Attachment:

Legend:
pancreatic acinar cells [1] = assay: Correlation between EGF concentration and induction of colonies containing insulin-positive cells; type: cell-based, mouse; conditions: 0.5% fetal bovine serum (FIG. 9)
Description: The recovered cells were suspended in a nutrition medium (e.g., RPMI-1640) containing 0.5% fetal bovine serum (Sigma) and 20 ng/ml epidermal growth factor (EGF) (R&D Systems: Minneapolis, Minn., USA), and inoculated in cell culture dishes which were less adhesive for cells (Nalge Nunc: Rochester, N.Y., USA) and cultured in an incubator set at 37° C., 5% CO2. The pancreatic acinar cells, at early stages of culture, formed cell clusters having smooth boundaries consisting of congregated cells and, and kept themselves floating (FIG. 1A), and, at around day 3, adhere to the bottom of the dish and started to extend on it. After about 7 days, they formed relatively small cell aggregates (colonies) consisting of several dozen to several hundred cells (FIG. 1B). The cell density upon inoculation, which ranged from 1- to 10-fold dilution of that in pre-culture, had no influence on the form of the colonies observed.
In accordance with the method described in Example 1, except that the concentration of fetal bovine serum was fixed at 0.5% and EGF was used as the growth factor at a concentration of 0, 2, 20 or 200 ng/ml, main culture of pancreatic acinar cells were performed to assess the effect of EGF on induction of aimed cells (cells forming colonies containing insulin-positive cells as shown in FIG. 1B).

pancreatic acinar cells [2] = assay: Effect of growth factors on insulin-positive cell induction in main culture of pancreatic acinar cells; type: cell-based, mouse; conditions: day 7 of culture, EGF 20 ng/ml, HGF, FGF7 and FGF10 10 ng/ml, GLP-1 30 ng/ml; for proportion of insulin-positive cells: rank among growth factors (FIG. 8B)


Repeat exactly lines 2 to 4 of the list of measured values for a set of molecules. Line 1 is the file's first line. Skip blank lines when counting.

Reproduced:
pancreatic acinar cells [1] = assay: Correlation between EGF concentration and induction of colonies containing insulin-positive cells; type: cell-based, mouse; conditions: 0.5% fetal bovine serum (FIG. 9)
Description: The recovered cells were suspended in a nutrition medium (e.g., RPMI-1640) containing 0.5% fetal bovine serum (Sigma) and 20 ng/ml epidermal growth factor (EGF) (R&D Systems: Minneapolis, Minn., USA), and inoculated in cell culture dishes which were less adhesive for cells (Nalge Nunc: Rochester, N.Y., USA) and cultured in an incubator set at 37° C., 5% CO2. The pancreatic acinar cells, at early stages of culture, formed cell clusters having smooth boundaries consisting of congregated cells and, and kept themselves floating (FIG. 1A), and, at around day 3, adhere to the bottom of the dish and started to extend on it. After about 7 days, they formed relatively small cell aggregates (colonies) consisting of several dozen to several hundred cells (FIG. 1B). The cell density upon inoculation, which ranged from 1- to 10-fold dilution of that in pre-culture, had no influence on the form of the colonies observed.
In accordance with the method described in Example 1, except that the concentration of fetal bovine serum was fixed at 0.5% and EGF was used as the growth factor at a concentration of 0, 2, 20 or 200 ng/ml, main culture of pancreatic acinar cells were performed to assess the effect of EGF on induction of aimed cells (cells forming colonies containing insulin-positive cells as shown in FIG. 1B).